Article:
In this week’s prayer email:

  • Hurricane Matthew
  • Time for Creation: Paris Agreement To Enter into Force
  • Reminder: Prisons Week 

The story of Elisha, Naaman, Naaman’s servants – and God – is in this week’s Revised Common Lectionary readings. God’s power, it reminds us, doesn’t require the trappings of state. Its witnesses are humble people who share their faith; its ways of acting are quiet and unspectacular. But its impacts are extraordinary.
Hurricane Matthew  
Formal prayers for those affected by Hurricane Matthew:

  • prayers for those in emergencies and floods – from Christian Aid
  • prayer for those affected by the hurricane – from Christine Sine
  • prayer for Haiti – from the Episcopal Diocese of Virginia
  • prayer for Haiti (written just before the storm, but still helpful) – from Mennonites based in Haiti

Those who have died or been injured in Haiti

This Sunday is the first day of national mourning for victims of Hurricane Matthew in Haiti. It is hard to know how many have died: the government’s official figures as of Saturday stated that 336 died, 4 were missing, 211 were wounded and more than 60.000 people were in shelters.  The government, however, counts only those they can verify, whereas media on the ground (and sometimes with more resources than the government) are reporting almost 900 deaths and expecting the numbers to rise. This article gives a (very painful) sense of the stories behind the statistics.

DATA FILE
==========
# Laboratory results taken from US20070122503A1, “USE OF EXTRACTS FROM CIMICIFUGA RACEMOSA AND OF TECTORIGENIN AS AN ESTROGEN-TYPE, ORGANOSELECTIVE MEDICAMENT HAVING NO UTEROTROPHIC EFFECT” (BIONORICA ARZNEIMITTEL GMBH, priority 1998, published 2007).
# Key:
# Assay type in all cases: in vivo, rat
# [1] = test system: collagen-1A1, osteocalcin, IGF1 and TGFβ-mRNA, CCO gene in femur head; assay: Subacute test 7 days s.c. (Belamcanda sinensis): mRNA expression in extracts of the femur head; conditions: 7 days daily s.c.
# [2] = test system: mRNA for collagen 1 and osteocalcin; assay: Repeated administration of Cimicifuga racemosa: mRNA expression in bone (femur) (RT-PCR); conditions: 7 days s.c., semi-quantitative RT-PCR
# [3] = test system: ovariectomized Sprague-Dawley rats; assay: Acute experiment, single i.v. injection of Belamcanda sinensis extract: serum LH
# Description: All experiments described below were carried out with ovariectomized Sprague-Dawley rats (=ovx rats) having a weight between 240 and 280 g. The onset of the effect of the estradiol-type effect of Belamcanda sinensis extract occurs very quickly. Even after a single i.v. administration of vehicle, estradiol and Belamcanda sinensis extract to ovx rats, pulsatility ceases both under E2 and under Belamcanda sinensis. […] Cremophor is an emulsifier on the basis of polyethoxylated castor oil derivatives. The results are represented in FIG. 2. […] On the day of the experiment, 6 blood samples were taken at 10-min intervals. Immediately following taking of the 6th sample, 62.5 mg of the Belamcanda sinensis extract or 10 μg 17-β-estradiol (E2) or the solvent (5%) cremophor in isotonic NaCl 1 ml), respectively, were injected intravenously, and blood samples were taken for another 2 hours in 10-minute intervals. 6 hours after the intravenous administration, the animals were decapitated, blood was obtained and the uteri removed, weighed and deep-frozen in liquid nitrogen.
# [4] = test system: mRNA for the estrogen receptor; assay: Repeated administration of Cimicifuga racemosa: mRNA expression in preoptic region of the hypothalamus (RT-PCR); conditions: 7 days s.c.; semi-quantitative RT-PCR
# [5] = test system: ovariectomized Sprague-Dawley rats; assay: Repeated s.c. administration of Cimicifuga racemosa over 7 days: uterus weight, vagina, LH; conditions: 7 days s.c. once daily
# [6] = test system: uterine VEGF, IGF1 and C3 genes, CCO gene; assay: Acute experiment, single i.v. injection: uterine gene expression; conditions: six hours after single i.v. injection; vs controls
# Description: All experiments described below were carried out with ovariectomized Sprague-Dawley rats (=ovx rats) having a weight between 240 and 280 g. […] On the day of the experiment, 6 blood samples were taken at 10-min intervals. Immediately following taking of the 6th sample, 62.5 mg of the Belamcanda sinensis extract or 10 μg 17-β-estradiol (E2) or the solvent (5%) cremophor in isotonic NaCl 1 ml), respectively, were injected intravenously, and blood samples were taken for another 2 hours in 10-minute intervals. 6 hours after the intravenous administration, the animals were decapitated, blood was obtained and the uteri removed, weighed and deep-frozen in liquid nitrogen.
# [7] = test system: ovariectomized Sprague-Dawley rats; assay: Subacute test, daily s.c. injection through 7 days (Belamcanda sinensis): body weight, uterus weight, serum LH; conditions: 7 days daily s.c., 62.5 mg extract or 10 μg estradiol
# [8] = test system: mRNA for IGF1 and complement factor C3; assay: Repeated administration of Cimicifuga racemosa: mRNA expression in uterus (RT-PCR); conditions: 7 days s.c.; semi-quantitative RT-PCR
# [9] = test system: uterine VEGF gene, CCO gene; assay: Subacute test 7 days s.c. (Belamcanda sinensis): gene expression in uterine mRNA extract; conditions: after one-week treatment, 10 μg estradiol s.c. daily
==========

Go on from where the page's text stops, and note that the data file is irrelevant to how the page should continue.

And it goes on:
• Pray for all who have died and for those who loved them.  Pray too for all who have been injured – and all who are working to care for them, often without adequate medical supplies.

Haitians helping each other
“The first aid after a catastrophe always comes from the Haitians.” Amélie Baron

“The true heros are humble. They work in anonymity, without any fanfare, without publicity. A huge thank you to our true heros.” Secteur Transport Terrestre Haitien (STTH)

Dominique Osny a resident of Les Cayes, one of the hardest hit towns, who was helping his neighbours: “I’ve spent two days on my two feet, without sleeping. We must help each other. Everyone is a victim here: the houses have been washed away … we’ve lost all our roofing…It’s up to us to start the work [of recovery and rebuilding]: the first aid is us.” 

  • Pray for courage, strength and wisdom for Haitians who are working to assist their neighbours in relief and recovery. Give thanks for those whose care for people around them will save lives and restore hope.

Aid for Relief and Rebuilding